The most recent Mini-Cooper is only expected to reach the end of its lifecycle in 2022, a new report has alleged that the fourth generation will debut without the cabriolet and more controversially, the standard three-door hardtop.
According to motoringfile.com, the rapid decline in popularity of three-door hatchbacks compared to five-doors variants has been cited as the biggest reason for the decision, with an additional factor being the on-going popularity of SUVs and crossovers.
The online forum also claims that the matter is currently under debate by Mini’s parent company BMW, with some viewing the alleged axing to be against what the brand stands for given the original being a three-door only initially, while others believe that the marque needs to evolve and conform to customer demands.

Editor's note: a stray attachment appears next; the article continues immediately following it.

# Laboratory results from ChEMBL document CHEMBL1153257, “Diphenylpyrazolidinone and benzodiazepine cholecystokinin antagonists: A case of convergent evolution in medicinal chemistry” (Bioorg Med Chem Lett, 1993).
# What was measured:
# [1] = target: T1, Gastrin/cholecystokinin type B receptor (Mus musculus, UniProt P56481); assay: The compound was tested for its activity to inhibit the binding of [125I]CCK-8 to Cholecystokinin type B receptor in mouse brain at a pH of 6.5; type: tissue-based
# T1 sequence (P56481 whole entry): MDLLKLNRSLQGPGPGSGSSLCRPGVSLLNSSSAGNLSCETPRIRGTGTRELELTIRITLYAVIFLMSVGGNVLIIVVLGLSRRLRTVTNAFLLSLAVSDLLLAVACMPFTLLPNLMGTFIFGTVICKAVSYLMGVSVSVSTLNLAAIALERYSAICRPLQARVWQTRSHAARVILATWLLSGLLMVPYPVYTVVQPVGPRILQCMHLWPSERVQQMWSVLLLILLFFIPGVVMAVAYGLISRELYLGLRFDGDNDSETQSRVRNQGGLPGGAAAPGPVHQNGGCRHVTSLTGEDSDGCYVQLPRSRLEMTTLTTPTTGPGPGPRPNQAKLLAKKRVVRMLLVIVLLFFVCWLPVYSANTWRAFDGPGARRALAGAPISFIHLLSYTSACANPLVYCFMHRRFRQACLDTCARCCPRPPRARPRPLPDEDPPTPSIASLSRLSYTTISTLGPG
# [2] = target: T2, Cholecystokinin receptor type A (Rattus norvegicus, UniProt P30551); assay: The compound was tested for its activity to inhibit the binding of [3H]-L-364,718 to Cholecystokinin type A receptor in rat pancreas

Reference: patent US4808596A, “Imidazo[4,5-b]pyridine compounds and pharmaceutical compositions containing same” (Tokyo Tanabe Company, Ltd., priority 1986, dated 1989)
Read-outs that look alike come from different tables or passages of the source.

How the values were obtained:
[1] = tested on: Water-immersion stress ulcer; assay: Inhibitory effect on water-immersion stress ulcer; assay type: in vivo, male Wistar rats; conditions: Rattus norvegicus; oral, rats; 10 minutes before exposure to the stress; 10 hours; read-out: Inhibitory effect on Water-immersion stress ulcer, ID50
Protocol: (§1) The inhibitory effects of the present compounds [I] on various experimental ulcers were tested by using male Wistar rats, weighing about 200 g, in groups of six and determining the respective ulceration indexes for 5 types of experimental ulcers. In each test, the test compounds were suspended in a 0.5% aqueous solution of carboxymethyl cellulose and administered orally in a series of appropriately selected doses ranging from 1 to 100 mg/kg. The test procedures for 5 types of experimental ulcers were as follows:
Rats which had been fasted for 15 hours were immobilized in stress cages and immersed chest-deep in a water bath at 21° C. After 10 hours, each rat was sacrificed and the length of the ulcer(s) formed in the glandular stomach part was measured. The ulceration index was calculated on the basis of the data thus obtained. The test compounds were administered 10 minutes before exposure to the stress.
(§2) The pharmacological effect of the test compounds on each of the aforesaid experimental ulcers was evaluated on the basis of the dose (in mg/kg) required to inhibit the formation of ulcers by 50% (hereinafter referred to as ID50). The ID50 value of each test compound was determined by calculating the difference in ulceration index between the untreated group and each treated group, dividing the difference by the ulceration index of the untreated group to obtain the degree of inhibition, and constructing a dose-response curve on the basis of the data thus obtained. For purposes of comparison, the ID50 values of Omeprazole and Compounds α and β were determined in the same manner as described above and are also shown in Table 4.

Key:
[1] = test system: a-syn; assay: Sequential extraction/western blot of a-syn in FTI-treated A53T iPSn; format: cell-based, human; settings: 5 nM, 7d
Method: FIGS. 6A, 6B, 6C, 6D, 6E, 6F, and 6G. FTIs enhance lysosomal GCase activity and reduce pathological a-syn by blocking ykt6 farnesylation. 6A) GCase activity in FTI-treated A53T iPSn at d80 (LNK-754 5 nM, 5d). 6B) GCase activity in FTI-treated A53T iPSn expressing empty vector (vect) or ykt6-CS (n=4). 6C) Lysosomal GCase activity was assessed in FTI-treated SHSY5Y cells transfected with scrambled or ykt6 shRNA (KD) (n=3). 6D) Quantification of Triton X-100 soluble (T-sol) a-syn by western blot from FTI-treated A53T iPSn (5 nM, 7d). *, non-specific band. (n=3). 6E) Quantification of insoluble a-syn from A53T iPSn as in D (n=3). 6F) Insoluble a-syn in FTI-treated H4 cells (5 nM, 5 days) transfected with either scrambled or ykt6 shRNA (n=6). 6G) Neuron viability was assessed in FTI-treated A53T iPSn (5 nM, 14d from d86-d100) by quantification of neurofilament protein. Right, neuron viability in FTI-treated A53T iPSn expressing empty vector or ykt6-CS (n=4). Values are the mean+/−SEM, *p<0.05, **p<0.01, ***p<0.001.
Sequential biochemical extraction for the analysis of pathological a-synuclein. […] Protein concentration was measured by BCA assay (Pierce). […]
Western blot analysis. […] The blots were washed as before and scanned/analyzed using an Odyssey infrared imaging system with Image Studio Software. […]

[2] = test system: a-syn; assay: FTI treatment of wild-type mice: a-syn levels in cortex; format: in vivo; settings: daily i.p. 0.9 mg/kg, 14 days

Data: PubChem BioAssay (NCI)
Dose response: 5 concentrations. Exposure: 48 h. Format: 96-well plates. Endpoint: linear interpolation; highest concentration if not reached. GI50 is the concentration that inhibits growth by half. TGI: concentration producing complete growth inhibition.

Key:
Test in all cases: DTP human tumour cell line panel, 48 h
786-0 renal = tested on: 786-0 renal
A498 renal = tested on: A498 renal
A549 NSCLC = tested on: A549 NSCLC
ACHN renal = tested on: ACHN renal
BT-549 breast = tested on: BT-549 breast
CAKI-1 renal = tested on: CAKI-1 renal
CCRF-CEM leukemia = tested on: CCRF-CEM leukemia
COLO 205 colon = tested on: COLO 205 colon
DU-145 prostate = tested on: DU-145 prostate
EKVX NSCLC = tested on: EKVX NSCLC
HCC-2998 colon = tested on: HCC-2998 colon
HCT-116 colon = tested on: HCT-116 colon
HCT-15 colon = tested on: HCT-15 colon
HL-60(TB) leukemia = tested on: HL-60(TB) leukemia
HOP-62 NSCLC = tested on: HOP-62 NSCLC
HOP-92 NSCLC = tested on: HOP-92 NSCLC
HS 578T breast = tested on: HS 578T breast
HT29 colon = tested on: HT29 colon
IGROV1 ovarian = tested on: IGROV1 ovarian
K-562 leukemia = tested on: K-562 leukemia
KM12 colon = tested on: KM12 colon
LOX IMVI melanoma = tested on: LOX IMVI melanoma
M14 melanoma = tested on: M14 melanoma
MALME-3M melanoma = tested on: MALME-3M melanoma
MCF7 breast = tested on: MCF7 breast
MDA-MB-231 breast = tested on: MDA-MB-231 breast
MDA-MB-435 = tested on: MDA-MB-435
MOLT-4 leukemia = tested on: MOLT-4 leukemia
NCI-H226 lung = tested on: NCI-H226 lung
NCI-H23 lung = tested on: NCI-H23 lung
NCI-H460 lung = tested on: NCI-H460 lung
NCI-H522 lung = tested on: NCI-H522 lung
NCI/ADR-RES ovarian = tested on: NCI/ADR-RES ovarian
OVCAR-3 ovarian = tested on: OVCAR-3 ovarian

Pictured by motor1.com in Germany, the prototype Clubman appears to the outfitted in the John Cooper Works (JCW) attire, but still declines to fully reveal itself thanks to the yellow-and-black wrapping around the front facia, and at the rear where the changes from the previous model are hard to make out.
Although no interior image have yet emerged, the Clubman’s will more than likely mirror that of its hatch and cabriolet sibling, as well as the Countryman, while on the drivetrain front, the new seven-speed dual-clutch gearbox will debut on the Cooper and Cooper S models, along with the 1.5-litre turbocharged three-cylinder petrol engine in place of the old 1.2.
Expect no tweaks for the Cooper S and JCW though, with the former once again likely to produce 141kW/280Nm from its 2.0-litre turbo-petrol, and the latter 170kW/320Nm from the same engine. At present, the Clubman is slated to arrive towards the end of this year or in early 2019.